ENIGMA scientists show that DNA from natural bacterial communities can be used as a quantitative biosensor to accurately distinguish unpolluted sites from those contaminated with uranium, nitrate or oil.
- Bacterial communities yield a predictable response to environmental constraints.
- Bacterial systems can be used forensically to report the occurrence of environmental perturbations.
- Bacterial systems have the potential to delineate useful stewardship strategies
Smith, M. B., A. M. Rocha, C. S. Smillie, S. W. Oleson, C. J. Paradis, L. Wu, J. H. Campbell, J. L. Fortney, T. L. Mehlhorn, K. A. Lowe, J. E. Earles, J. Phillips, S. M. Techtmann, D. C. Joyner, S. P. Preheim, M. S. Sanders, J. Yang, M. A. Mueller, S. C. Brooks, D. B. Watson, P. Zhang, Z. He, E. A. Dubinsky, P. D. Adams, A. P. Arkin, M. W. Fields, J. Zhou, E. J. Alm, and T. C. Hazen. (2015) Natural bacterial communities as quantitative biosensors. mBio 4/10/15.
Statistical analysis of DNA from natural microbial communities can be used to accurately identify environmental contaminants including uranium and nitrate at a nuclear waste site. In addition to contamination, sequence data from the 16S rRNA gene alone can quantitatively predict a rich catalogue of 26 geochemical features collected from 93 wells with highly variable geochemistry. Taken as a whole, these results indicate that ubiquitous, natural bacterial communities can be used as in-situ environmental sensors that respond to, and capture, perturbations caused by human impacts and natural extremes. These in-situ biosensors rely on environmental selection rather than directed engineering, and so this approach could be rapidly deployed and scaled as sequencing technology continues to become faster, simpler and less expensive.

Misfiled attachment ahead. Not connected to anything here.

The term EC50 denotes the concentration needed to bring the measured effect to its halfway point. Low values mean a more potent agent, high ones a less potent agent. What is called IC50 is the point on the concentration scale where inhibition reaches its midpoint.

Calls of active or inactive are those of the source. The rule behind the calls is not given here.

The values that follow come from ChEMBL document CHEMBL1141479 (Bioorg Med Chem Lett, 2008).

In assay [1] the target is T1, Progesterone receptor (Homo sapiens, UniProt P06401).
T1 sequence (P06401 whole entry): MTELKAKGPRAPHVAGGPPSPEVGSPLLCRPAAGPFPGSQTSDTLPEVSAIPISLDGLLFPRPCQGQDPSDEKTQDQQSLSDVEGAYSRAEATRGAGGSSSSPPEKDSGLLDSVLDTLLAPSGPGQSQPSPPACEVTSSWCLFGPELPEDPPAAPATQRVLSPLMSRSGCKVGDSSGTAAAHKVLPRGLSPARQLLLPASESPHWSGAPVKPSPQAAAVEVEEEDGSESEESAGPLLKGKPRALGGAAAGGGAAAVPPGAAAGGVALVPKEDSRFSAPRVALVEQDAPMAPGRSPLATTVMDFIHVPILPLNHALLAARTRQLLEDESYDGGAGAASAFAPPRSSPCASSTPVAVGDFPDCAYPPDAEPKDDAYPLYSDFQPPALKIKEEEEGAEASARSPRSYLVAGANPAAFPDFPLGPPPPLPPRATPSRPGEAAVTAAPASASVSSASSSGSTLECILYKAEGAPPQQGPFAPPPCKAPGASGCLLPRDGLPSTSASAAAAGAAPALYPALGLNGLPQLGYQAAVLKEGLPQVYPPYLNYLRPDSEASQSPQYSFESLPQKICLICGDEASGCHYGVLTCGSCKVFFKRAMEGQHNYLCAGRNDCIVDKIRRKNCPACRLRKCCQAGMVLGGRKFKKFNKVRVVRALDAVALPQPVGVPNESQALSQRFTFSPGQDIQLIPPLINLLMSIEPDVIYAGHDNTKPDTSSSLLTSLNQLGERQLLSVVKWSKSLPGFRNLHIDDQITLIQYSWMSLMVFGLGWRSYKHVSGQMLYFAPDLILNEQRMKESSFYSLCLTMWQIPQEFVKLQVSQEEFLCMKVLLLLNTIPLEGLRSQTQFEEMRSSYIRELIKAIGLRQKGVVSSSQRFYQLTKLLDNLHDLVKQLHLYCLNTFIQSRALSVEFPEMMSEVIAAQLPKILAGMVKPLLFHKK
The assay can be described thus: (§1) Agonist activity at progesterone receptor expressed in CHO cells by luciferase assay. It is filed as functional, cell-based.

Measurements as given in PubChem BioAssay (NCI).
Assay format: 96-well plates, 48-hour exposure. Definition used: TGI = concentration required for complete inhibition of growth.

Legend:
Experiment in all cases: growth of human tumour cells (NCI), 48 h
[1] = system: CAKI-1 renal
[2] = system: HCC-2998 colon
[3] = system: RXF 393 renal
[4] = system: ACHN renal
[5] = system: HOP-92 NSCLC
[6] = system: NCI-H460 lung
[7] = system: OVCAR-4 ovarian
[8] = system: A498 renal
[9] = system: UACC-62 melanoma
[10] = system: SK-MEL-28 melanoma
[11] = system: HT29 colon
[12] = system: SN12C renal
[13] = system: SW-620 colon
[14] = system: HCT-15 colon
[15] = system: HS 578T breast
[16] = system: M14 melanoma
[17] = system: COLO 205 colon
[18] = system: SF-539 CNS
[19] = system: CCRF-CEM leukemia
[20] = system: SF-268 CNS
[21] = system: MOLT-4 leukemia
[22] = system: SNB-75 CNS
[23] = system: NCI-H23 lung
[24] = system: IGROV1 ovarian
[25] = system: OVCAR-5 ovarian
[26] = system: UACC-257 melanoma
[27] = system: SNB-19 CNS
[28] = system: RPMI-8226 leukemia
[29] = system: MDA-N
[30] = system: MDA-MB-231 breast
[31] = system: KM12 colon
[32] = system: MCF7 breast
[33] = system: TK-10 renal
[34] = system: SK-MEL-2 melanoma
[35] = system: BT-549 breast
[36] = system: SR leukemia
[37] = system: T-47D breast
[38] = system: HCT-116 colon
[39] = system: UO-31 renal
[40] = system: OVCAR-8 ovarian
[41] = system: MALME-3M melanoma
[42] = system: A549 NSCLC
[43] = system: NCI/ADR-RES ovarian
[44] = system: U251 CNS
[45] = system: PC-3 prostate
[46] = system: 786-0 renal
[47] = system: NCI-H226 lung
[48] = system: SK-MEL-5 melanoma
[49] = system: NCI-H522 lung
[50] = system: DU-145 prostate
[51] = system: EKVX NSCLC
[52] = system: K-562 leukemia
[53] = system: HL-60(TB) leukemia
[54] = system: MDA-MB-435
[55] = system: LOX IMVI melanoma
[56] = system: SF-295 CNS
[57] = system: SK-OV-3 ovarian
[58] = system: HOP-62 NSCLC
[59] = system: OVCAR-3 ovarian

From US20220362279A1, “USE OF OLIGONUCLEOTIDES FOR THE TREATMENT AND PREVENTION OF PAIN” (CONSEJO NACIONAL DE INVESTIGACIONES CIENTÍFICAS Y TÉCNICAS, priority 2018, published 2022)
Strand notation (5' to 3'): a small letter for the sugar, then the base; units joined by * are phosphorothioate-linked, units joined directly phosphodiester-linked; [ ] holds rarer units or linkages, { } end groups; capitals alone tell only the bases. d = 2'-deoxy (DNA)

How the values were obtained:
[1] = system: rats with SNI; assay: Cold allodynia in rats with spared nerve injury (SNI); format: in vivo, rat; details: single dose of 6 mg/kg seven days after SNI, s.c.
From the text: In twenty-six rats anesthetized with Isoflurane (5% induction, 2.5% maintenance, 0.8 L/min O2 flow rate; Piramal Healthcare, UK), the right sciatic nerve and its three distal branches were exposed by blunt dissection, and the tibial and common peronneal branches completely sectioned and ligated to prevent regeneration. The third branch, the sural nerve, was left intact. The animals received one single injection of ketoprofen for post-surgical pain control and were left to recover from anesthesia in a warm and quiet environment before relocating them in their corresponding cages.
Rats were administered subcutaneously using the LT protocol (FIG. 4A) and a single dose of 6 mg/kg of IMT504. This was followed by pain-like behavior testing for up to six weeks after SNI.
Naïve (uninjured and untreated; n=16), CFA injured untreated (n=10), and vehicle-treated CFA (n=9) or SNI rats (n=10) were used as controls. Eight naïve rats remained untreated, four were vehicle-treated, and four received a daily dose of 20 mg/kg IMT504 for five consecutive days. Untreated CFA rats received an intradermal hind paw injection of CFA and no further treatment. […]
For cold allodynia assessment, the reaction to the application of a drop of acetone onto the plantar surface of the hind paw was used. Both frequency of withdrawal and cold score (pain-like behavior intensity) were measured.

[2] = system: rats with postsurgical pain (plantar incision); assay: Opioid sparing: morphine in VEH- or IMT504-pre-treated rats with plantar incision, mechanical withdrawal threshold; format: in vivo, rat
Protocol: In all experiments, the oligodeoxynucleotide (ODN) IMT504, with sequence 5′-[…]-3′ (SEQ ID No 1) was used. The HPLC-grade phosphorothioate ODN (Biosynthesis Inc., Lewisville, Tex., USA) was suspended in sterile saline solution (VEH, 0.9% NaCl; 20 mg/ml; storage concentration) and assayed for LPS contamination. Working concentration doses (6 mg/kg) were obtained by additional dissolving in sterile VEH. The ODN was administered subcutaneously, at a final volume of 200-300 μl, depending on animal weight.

More immediately, by demonstrating the rich geochemical information captured by bacterial communities, this work supports the view that bacterial communities yield a predictable response to environmental constraints. This association between community and constraint means that bacterial systems can be used as sentinels to report the impacts of environmental perturbations, and potentially to delineate useful stewardship strategies.
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